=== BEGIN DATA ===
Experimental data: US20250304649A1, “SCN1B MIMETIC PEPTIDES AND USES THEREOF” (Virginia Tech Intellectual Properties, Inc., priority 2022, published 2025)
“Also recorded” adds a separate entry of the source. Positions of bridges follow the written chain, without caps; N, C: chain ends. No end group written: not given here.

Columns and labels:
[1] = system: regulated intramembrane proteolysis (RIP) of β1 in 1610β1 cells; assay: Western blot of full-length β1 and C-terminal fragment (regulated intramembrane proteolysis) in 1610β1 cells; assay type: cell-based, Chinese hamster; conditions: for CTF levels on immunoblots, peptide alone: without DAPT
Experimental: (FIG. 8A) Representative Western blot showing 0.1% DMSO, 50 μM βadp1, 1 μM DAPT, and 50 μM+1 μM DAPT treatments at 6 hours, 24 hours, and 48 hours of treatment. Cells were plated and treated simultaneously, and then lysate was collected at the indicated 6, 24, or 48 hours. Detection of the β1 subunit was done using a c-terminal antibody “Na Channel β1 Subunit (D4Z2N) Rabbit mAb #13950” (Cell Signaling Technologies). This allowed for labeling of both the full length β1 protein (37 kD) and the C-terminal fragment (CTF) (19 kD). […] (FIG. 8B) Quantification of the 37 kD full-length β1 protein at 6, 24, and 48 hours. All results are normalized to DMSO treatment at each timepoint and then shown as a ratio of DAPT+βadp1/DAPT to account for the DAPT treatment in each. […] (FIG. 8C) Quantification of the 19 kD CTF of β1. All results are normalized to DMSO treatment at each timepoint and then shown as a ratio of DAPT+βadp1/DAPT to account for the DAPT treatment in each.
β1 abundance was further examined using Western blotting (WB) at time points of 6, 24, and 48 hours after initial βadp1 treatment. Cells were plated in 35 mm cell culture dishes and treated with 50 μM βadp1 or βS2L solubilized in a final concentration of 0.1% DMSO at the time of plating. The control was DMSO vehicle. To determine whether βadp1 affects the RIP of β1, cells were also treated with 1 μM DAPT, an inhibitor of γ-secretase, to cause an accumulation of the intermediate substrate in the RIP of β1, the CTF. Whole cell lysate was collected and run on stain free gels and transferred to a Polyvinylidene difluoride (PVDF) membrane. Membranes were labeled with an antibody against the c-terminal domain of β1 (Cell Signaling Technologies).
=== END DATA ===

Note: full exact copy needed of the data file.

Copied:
Experimental data: US20250304649A1, “SCN1B MIMETIC PEPTIDES AND USES THEREOF” (Virginia Tech Intellectual Properties, Inc., priority 2022, published 2025)
“Also recorded” adds a separate entry of the source. Positions of bridges follow the written chain, without caps; N, C: chain ends. No end group written: not given here.

Columns and labels:
[1] = system: regulated intramembrane proteolysis (RIP) of β1 in 1610β1 cells; assay: Western blot of full-length β1 and C-terminal fragment (regulated intramembrane proteolysis) in 1610β1 cells; assay type: cell-based, Chinese hamster; conditions: for CTF levels on immunoblots, peptide alone: without DAPT
Experimental: (FIG. 8A) Representative Western blot showing 0.1% DMSO, 50 μM βadp1, 1 μM DAPT, and 50 μM+1 μM DAPT treatments at 6 hours, 24 hours, and 48 hours of treatment. Cells were plated and treated simultaneously, and then lysate was collected at the indicated 6, 24, or 48 hours. Detection of the β1 subunit was done using a c-terminal antibody “Na Channel β1 Subunit (D4Z2N) Rabbit mAb #13950” (Cell Signaling Technologies). This allowed for labeling of both the full length β1 protein (37 kD) and the C-terminal fragment (CTF) (19 kD). […] (FIG. 8B) Quantification of the 37 kD full-length β1 protein at 6, 24, and 48 hours. All results are normalized to DMSO treatment at each timepoint and then shown as a ratio of DAPT+βadp1/DAPT to account for the DAPT treatment in each. […] (FIG. 8C) Quantification of the 19 kD CTF of β1. All results are normalized to DMSO treatment at each timepoint and then shown as a ratio of DAPT+βadp1/DAPT to account for the DAPT treatment in each.
β1 abundance was further examined using Western blotting (WB) at time points of 6, 24, and 48 hours after initial βadp1 treatment. Cells were plated in 35 mm cell culture dishes and treated with 50 μM βadp1 or βS2L solubilized in a final concentration of 0.1% DMSO at the time of plating. The control was DMSO vehicle. To determine whether βadp1 affects the RIP of β1, cells were also treated with 1 μM DAPT, an inhibitor of γ-secretase, to cause an accumulation of the intermediate substrate in the RIP of β1, the CTF. Whole cell lysate was collected and run on stain free gels and transferred to a Polyvinylidene difluoride (PVDF) membrane. Membranes were labeled with an antibody against the c-terminal domain of β1 (Cell Signaling Technologies).